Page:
In Laval (Mayenne, France), researchers develop several virtual reality projects for healthcare.
Crédits photos : Patrice Latron Photographe
In the last edition of the Special magazine produced by Laval Virtual’s Business Intelligence team, several use cases present the progress of VR/AR in healthcare. The 128-page magazine is written by players of the medical, scientific and VR/AR fields. In this special edition, Abdelmajid Kadri, doctor and engineer at Arts et Métiers, presents the projects led by the Laval Institute on healthcare and particularly therapy.
The “École Nationale Supérieure d’Arts et Métiers” (ENSAM) is an engineering school historically rooted in the landscape of the French Engineering “Grandes Ecoles”. It is part of an approach to developing a technological engineering school serving the industry of the future and four main societal challenges (transport, housing, energy, health).
ENSAM has an original structure as a single national, territorialized establishment, carrying out its missions on 11 sites in France (8 campuses and 3 institutes). Activities in the field of health and disability are notably carried out within the Laval Institute. The Laval “Presence and Innovation” team, led by Simon Richir, is developing skills in the design of therapeutic applications based on virtual technologies. It is involved in numerous projects concerning, among others, awareness, stimulation and cognitive re-education (AccesSim, Sensivise, EHPAD, AGATHE, …).
Awareness of motor disability and accessibility assistance: AccesSim Project
The design of accessible buildings and environments requires the consideration of both prescriptive and usage-related aspects. Indeed, normative aspects are in some cases insufficient or sometimes contradictory with reality and require an adaptation of accessibility rules for access to the services offered by the environment. It is therefore necessary to check beforehand that the environment is going to meet the needs for which it was created.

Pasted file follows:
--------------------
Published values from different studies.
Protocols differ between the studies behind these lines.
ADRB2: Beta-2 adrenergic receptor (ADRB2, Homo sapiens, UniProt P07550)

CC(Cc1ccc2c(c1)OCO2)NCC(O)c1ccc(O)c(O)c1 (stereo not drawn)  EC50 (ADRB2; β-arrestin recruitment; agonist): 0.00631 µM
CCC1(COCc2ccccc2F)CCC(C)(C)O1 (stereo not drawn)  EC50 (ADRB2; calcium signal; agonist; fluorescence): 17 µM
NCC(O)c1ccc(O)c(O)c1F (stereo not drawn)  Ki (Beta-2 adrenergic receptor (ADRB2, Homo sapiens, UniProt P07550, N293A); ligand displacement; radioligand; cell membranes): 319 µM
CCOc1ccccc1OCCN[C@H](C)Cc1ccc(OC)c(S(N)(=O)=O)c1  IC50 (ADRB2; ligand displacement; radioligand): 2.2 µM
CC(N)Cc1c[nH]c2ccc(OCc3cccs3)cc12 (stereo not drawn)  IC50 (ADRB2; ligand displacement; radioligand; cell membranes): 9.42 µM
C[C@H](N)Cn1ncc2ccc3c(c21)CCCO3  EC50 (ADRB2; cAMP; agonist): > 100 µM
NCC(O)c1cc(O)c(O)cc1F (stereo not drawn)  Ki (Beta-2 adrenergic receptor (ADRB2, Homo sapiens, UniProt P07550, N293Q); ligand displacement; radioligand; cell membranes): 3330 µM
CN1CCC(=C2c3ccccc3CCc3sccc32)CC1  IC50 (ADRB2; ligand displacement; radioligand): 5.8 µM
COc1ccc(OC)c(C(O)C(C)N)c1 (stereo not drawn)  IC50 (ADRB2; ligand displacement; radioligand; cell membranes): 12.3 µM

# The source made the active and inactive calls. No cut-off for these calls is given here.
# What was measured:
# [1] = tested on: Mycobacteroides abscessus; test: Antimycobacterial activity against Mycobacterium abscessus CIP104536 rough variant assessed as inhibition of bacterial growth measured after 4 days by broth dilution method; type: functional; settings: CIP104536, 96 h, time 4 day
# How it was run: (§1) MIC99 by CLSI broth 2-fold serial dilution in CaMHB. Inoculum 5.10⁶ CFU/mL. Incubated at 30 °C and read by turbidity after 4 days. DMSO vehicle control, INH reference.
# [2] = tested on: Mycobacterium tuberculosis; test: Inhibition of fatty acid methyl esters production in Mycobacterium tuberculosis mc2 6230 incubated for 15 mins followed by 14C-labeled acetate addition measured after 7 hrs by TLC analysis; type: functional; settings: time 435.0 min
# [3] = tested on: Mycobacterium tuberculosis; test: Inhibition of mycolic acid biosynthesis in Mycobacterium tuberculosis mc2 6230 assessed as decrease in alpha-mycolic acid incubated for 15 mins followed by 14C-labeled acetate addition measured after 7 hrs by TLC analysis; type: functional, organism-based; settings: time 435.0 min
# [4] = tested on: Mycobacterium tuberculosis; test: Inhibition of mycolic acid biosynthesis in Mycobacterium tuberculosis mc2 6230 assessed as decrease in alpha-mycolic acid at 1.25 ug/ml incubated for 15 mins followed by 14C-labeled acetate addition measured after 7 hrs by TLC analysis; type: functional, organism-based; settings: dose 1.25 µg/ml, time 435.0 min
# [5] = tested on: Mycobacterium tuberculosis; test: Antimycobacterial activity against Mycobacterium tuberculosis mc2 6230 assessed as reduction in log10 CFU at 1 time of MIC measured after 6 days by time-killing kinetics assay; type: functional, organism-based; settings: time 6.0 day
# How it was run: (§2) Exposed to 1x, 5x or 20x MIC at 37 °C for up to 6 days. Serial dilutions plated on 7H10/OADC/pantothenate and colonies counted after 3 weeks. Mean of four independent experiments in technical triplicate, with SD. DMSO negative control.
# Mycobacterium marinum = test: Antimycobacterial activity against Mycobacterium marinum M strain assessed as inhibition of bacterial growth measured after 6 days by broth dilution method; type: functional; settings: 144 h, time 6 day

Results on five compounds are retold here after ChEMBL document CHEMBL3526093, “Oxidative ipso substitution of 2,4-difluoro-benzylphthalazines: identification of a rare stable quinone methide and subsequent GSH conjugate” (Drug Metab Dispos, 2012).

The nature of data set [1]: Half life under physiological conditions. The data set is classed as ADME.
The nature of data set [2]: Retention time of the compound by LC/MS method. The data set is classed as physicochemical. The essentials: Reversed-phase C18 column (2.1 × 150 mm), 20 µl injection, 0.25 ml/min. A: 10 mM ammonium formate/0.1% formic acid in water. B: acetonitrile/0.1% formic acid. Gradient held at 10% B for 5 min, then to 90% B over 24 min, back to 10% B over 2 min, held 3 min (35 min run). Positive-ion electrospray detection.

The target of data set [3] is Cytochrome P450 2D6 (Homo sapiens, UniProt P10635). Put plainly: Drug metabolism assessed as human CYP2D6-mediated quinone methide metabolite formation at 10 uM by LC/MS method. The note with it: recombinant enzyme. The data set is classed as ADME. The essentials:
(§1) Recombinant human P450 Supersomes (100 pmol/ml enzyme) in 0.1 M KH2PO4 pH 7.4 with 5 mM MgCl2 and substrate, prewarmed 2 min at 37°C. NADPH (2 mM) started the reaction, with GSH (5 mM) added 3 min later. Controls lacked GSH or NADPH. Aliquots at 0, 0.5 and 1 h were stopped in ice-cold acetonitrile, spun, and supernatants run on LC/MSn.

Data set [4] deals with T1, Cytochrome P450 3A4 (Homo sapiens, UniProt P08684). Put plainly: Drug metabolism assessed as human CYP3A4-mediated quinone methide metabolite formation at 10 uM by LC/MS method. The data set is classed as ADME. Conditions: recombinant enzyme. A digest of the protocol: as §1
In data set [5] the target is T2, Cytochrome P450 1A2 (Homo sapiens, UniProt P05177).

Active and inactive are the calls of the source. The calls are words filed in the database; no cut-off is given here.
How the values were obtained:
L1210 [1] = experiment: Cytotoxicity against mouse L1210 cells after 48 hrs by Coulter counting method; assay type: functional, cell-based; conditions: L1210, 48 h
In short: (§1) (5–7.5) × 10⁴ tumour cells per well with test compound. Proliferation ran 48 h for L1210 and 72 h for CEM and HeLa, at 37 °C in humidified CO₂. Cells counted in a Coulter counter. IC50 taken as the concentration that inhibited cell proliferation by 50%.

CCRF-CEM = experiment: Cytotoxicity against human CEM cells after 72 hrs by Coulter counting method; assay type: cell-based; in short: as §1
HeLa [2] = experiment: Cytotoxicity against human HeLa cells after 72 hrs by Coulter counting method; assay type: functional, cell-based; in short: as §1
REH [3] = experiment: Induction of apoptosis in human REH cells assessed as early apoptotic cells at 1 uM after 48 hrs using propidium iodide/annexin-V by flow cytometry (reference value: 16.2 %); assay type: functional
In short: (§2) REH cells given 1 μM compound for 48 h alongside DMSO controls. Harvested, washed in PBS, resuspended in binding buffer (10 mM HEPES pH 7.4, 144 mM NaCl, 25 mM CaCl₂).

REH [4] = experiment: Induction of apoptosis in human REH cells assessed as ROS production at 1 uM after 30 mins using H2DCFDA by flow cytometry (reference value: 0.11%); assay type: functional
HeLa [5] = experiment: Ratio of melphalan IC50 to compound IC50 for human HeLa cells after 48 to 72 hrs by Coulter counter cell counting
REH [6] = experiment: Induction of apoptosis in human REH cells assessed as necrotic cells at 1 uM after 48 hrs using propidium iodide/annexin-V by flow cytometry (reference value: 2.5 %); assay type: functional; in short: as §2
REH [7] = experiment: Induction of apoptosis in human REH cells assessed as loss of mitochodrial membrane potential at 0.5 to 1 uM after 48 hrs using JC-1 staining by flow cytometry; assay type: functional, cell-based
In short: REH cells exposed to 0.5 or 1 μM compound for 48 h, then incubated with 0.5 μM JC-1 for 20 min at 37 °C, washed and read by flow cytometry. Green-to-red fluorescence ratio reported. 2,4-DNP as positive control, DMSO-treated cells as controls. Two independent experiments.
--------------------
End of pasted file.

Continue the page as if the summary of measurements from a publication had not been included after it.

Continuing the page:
The aim of the project was to explore and develop ways to raise awareness among the general public and decision-makers of the difficulties faced by people with reduced mobility in their daily lives and to enable expert centres to assist in the design and assessment of accessible environments. The aim was to create a hardware and software solution, enabling expert centres such as CEREMH to work with architectural or urban planning firms to assist them in the design of accessible environments, and possibly to certify them.
Realistic wheelchair navigation in 3D environments is achieved through a force feedback platform that can accommodate all types of wheelchairs. This research project was funded by the Ile de France Region and has been approved by the Move’o, System@tic and Images et Réseaux clusters. It also received the Laval Virtual Awards, in the Transport & Mobility category, during the international virtual reality meetings in Laval.
Visual Awareness Raising: Sensivise Project
Visual impairment affects about 2 million people in France and nearly 300 million people worldwide. The objective of this project was to raise awareness of the difficulties encountered by visually impaired people in their daily lives.
To do this, we designed a virtual environment of the apartment type with several rooms, in which the visually impaired person can evolve and interact. During his visit, we can disturb his vision by simulating visual deficiencies (blurred vision, scotoma and tubular vision), of varying levels. After having confronted the user with the difficulties of visual impairment and having informed him/her about the different types of pathologies, we propose simple adaptations of the virtual environment (contrast, lighting, dimensions, …) to help him/her in his/her virtual visit.